a raft should display a torch, notwithstanding she was at anchor,al. though the case was disposed of on other grounds; and in McGill v. The Oscar Townsend, 17 FED. REP. 94, Judge WELKER remarked that "she did not display, as it was her duty, a torch-light when the lights of the Townshend first appeared, to enable them to see her and avoid a. collision." The language of the law is sufficiently extended to include ored vessels, as well as those under way, and it must require good reasons to limit its application. As a safeguard, intended to prevent collisions, it would seem to demand as liberal a construction as could be consistent with the plainly-expressed opinion of the legislators. The act of 1871, in which this provision was embodied, was for the purpose of providing in every way possible for the safety of life and property on board steam-vessels, and may it not be presumed with reason that the legislatCll's intended it as much for the protection of these as'for the safety of the sailing vessel, and to apply as well to vessels .at anchor, which might be impediments to navigation, as to those under way? Judge LOWELL seems to have taken this view of it in the case of The Leopard, 2 Low. 242, where he remarks: "I suppose',this regulation was intended to give a warning to steamers in case of need, and one the use or neglect of which could not well be disputed." The board of supervising inspect01"l3 of steam-vessels place the same construction upon it, as in page 42 of the rules and regulations it is stated that sailing vessels shall at all times, on the approach of any steamer during the night, show a lighted torch. It is plain that the torch is designated by the law as a warning for ap" proaching steamers; every saiiing vessel is bound by law to have one at hand, and be acquainted with the requirements and use of it; and, under the circumstances, I cannot say that because the vessel was at anchor, her master was justified in neglecting the use of it. It might be urged that it was presumed that the steamer would do her duty and avoid the schooner, but such presumption cannot be relied upon until everything has been dnne that can be. I have no doubt that had the torch been displayed five, or even three, minutes before the collision, or even one minute, it would have been seen, and the damage avoided. In The Golden Grove, 13 FED. REP. 675, the following language so fully expresses the duty of sail·vessels that I adopt it as applying here:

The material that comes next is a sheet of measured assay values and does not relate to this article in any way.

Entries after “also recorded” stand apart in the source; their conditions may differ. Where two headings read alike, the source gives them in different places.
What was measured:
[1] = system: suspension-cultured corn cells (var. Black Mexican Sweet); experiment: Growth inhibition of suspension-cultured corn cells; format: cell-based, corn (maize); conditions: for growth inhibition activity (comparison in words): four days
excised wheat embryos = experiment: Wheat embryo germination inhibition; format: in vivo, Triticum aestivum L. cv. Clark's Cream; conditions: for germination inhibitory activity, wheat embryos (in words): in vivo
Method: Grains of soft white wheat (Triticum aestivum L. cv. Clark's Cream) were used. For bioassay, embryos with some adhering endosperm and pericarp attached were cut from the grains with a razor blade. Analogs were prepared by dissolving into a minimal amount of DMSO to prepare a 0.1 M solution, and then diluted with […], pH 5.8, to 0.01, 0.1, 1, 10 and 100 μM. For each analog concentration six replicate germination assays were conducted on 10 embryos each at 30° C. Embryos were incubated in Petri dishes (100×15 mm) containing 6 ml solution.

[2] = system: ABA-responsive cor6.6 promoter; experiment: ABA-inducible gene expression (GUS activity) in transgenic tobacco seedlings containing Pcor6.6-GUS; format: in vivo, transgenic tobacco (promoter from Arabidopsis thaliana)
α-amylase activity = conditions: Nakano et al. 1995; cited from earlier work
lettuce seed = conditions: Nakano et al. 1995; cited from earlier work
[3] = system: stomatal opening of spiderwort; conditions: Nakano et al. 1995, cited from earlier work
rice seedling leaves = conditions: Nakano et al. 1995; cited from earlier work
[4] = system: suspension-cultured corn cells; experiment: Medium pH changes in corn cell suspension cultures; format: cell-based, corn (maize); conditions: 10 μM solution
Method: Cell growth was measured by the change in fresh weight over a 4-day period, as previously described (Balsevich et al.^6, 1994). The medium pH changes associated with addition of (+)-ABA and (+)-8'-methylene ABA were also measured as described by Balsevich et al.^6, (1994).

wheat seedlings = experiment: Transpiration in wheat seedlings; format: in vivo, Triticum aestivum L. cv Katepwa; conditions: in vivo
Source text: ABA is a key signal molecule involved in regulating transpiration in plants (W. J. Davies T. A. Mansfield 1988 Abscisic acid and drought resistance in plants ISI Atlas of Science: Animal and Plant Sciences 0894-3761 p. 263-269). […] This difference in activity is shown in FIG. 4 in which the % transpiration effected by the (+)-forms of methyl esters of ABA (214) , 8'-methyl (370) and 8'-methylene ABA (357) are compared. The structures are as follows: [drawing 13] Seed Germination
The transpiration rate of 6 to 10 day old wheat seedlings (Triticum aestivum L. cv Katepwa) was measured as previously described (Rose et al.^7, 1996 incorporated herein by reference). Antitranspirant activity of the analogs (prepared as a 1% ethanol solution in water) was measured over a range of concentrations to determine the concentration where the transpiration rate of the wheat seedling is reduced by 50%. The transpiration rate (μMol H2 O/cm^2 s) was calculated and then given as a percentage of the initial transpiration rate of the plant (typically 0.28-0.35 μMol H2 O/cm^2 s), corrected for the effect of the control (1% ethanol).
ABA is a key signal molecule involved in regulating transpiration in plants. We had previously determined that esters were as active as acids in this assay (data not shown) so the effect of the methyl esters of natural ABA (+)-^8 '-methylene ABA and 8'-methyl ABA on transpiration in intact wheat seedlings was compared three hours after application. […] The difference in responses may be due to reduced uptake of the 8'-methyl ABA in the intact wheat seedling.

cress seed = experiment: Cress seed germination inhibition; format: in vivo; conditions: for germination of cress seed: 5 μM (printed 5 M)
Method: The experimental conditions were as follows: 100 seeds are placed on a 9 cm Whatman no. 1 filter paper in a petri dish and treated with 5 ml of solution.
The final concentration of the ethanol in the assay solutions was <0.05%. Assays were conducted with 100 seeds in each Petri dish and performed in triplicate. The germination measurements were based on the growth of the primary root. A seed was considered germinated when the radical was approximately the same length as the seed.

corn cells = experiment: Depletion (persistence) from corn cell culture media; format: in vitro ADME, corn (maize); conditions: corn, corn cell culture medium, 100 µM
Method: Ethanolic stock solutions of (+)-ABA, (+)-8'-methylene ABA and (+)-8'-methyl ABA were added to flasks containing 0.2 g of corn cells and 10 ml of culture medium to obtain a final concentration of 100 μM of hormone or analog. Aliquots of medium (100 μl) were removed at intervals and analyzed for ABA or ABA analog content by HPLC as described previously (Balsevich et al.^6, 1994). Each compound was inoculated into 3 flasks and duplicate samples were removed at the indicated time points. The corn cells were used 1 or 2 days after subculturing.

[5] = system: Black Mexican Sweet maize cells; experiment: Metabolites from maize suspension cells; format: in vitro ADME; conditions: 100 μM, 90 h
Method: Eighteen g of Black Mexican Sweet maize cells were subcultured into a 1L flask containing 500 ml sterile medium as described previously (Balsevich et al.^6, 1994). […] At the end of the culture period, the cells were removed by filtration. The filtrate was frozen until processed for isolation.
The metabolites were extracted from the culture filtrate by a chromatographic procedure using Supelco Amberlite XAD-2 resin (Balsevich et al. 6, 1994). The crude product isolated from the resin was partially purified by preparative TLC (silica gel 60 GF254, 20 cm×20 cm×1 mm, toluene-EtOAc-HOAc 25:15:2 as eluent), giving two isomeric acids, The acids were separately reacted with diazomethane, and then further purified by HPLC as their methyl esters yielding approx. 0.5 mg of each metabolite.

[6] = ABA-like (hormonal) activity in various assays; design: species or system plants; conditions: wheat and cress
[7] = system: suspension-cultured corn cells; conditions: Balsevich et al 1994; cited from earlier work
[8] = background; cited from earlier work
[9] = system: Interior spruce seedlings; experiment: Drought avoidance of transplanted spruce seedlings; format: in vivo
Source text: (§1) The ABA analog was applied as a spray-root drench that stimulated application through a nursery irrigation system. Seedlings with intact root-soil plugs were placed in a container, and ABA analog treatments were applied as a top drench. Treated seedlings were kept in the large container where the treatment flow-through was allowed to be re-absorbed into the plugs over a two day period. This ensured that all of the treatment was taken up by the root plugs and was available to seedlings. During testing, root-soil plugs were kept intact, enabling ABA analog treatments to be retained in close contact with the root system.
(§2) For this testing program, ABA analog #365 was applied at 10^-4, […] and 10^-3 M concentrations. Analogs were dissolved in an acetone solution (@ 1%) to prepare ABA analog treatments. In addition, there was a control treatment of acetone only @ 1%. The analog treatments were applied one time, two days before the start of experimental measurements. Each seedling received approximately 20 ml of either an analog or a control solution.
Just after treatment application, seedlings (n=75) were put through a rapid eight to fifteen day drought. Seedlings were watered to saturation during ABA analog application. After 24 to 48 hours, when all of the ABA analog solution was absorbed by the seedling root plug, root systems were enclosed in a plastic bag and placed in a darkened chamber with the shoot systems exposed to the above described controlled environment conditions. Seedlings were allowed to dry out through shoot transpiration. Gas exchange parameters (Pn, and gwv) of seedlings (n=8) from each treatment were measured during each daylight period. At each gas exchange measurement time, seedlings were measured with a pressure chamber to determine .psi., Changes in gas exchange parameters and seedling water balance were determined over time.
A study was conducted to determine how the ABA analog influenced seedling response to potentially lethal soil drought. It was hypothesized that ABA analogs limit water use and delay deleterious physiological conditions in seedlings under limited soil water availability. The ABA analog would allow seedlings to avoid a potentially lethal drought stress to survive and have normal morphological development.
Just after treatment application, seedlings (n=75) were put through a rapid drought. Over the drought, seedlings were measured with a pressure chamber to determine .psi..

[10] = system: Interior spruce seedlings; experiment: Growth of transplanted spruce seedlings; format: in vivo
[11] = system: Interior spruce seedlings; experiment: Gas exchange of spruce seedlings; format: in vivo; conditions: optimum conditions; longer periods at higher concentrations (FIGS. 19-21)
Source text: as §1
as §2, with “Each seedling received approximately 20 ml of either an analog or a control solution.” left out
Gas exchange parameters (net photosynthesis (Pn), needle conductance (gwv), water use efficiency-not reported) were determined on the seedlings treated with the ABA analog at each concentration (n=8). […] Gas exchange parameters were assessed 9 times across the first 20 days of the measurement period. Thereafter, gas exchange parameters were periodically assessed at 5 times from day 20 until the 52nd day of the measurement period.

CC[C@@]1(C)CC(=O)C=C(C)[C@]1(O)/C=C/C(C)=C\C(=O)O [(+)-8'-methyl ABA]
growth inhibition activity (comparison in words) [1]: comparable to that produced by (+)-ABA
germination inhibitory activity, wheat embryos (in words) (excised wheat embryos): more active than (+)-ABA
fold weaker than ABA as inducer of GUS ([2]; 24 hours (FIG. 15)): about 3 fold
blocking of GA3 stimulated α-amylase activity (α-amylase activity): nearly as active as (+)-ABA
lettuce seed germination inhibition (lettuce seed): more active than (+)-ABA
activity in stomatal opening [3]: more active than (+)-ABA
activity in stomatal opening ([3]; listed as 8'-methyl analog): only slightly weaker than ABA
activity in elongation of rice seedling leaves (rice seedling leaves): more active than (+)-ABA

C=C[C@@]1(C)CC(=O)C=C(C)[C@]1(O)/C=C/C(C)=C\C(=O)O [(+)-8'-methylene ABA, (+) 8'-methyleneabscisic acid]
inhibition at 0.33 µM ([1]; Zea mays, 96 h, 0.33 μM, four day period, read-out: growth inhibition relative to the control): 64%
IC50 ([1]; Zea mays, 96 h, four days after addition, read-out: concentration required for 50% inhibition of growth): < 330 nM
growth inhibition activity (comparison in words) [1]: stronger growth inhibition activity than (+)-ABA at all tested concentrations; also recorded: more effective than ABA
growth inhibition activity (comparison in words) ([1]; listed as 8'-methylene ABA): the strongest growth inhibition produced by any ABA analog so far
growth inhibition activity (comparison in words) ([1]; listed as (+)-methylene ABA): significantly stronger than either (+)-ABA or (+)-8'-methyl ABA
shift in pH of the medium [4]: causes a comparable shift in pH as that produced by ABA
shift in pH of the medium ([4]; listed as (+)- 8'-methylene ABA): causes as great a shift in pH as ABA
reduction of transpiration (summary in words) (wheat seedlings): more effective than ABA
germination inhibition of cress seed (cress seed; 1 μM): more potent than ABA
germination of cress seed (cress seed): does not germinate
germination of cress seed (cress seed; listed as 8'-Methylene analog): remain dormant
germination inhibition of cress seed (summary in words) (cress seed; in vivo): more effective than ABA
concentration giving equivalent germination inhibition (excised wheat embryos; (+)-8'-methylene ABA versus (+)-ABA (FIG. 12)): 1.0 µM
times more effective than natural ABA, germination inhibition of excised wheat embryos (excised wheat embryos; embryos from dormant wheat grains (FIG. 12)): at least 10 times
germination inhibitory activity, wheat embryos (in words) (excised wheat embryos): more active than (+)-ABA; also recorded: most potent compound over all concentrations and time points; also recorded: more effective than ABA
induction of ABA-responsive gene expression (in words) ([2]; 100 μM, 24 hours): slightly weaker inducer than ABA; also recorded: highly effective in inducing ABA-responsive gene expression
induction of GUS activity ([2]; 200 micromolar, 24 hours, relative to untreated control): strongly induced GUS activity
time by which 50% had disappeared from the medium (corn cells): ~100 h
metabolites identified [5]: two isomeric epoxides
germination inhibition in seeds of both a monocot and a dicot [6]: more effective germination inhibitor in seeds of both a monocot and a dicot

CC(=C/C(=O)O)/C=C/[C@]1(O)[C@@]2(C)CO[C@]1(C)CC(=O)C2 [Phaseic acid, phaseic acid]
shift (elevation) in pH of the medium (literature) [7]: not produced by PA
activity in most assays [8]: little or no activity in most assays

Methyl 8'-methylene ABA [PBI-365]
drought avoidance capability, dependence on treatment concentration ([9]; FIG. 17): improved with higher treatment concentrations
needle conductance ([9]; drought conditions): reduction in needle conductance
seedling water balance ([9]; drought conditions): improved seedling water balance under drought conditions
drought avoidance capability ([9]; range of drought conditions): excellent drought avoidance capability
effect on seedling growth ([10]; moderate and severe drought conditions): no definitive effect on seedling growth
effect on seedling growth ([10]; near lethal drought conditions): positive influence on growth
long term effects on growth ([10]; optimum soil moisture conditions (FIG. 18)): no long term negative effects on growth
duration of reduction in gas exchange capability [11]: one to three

"While it is true that it is the duty of the steam-vessel to avoid the sailing vessel, it is no less the duty of the latter to afford the steamer all the means and signals the law, custom, and common prudence prescribe, to enable her to make the avoidance; and if, in any respect, she fails therein, and thereby produces the disaster, she must either bear the whole loss, or share thereof, as her fault was the sole or partial cause of the collision."